THE longest-running inquest hearings in British legal history will almost certainly turn out to be the most expensive with the cost to taxpayers likely to top £70m.
The vast majority has gone to solicitors and barristers representing the various public bodies, former senior South Yorkshire Police officers and victims’ families at the two-year long inquests into the Hillsborough disaster.
South Yorkshire Police have so far paid out more than £22m, including £20.5m paid to lawyers representing former officers and £1.6m on the force’s own legal costs for representation at the hearings in Warrington.
More than £14m alone has gone to Lewis Hymanson Small, a firm of solicitors representing five former superintendents including match commander, chief supt David Duckenfield.
Most of South Yorkshire’s costs have been met by £19.4m in special grant funding agreed by Home Secretary Theresa May over the last two years after pleas for help from South Yorkshire Police and Crime Commissoner (PCC), Alan Billings.
Most of South Yorkshire’s costs have been met by £19.4m in special grant funding agreed by Home Secretary Theresa May over the last two years after pleas for help from South Yorkshire Police and Crime Commissoner (PCC), Alan Billings. The latest tranche of government funding, of £5m, was agreed by Mrs May in November after the PCC’s office warned it may have to halt payments because it could no longer afford them.
Another estimated £20m has gone on the cost of running the inquests themselves, with the largest amount - likely to be end up around £9m - paid to lawyers working on behalf of the coroner Sir John Goldring.
But the biggest cost is likely to be fees paid to lawyers working for the families of the 96 victims who were represented by six different law firms and more than 30 different barristers. The costs are likely to at least match those of South Yorkshire Police and may comfortably exceed them.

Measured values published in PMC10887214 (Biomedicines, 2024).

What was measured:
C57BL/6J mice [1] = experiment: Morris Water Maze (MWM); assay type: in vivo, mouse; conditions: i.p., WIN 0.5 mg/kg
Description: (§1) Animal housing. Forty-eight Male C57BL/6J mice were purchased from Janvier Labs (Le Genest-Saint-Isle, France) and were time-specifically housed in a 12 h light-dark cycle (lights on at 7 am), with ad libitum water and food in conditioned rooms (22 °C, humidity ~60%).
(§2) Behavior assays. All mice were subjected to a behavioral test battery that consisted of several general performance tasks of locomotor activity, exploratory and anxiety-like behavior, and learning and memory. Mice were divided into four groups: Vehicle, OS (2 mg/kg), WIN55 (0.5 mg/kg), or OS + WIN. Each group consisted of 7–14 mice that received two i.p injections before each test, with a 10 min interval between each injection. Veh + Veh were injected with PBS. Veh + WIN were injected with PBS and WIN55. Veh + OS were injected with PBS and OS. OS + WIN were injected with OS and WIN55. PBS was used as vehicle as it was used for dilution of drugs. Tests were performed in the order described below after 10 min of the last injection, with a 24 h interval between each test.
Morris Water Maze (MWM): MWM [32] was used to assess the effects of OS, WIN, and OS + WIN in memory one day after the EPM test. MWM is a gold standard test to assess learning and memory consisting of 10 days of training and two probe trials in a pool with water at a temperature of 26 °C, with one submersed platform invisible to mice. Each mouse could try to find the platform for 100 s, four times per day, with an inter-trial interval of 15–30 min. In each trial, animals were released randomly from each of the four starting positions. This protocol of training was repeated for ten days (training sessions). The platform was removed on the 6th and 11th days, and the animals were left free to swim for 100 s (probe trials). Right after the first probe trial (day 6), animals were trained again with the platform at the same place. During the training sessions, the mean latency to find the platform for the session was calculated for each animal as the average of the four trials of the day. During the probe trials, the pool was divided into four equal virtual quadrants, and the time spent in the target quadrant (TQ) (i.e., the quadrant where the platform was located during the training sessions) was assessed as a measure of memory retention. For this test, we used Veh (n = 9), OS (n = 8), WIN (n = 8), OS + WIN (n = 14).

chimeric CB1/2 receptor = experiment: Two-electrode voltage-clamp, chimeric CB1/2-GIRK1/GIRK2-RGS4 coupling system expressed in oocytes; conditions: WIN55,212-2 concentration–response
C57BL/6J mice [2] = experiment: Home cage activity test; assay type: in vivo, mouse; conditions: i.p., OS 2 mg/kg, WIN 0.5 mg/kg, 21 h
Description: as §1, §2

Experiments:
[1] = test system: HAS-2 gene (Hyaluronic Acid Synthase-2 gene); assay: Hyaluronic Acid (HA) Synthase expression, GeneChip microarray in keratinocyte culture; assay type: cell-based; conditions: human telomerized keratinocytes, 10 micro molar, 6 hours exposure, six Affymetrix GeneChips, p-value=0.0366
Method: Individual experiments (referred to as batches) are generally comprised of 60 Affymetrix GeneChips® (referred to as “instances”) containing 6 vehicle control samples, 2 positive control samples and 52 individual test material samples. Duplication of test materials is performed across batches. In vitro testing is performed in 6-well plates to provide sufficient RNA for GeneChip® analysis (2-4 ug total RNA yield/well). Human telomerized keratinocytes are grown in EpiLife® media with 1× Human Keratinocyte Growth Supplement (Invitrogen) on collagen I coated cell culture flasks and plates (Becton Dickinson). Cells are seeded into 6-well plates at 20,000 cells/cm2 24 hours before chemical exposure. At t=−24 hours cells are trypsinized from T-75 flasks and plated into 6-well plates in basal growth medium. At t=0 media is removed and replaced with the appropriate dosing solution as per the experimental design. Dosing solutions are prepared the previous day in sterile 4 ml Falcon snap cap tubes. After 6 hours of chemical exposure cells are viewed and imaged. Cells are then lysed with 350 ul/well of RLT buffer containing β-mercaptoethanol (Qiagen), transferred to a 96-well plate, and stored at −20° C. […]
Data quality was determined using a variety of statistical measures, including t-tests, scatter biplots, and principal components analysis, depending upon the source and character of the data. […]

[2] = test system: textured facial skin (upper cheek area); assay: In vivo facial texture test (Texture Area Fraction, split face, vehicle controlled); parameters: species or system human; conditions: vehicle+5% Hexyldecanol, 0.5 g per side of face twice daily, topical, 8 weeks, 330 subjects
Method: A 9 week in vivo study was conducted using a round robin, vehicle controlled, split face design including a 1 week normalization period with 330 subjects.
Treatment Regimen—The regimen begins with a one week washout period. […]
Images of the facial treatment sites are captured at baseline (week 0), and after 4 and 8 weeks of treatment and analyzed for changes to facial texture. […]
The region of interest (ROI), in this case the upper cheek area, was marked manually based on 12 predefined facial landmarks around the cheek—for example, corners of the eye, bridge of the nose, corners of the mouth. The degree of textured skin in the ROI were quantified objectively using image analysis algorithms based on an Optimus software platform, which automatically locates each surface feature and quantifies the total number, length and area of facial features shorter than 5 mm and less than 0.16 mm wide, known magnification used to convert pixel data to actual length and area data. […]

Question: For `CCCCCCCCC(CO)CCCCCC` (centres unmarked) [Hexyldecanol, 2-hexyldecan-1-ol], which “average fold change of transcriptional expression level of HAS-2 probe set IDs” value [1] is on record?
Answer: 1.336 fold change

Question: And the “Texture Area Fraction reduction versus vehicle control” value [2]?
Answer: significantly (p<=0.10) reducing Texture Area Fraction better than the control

The Home Office, which agreed to fund the families’ costs to ensure the victims of the disaster were comprehensively represented, is the only public body involved that has declined to say how much has been spent. A spokesman said the amount would be disclosed in due course after the conclusion of the inquests.
The police, former officers and families were among a series of people and organisations granted ‘designated interested person’ status at the inquests by Sir John Goldring, which meant they had the right to be formally represented by counsel. Many of the organisations were public bodies who were involved in events on the day in 1989 and/or subsequent investigations.
Yorkshire Ambulance Service, which took over responsibility for the former South Yorkshire Ambulance Service when services merged in 2006, has spent £1.5m on legal costs for the inquests. The adequacy of the ambulance service’s response to the disaster came under close scrutiny during the inquests.
South Yorkshire Fire Service, which was responsible for capacity at the stadium, has run up £1.3m in legal costs. The Home Office declined a request from the fire service to provide extra funding to help ease the financial burden.
The legal bill for Sheffield City Council, which was responsible for Hillsborough’s safety certificate, is just over £1m.
The Sheffield Teaching Hospitals NHS Trust, which runs the two Sheffield hospitals (Northern General and Royal Hallamshire) that received the injured from Hillsborough, said it has spent around £445,000 on legal costs. A spokesman said the Department of Health had provided additional funding to pay the bill.
West Midlands Police, who initially investigated the disaster and collected evidence - including statements from South Yorkshire officers - for the original inquests in 1990, said it had spent £256,000 in the last two financial years. The force didn’t have a figure available for 2013/14, which would have included preparatory work for the inquests which began in March 2014.
The Independent Police Complaints Commission, which is overseeing separate investigations into Hillsborough, has spent £321,000 on its representation at the inquests.
Many of the totals may increase as more recent invoices from lawyers are received for payment.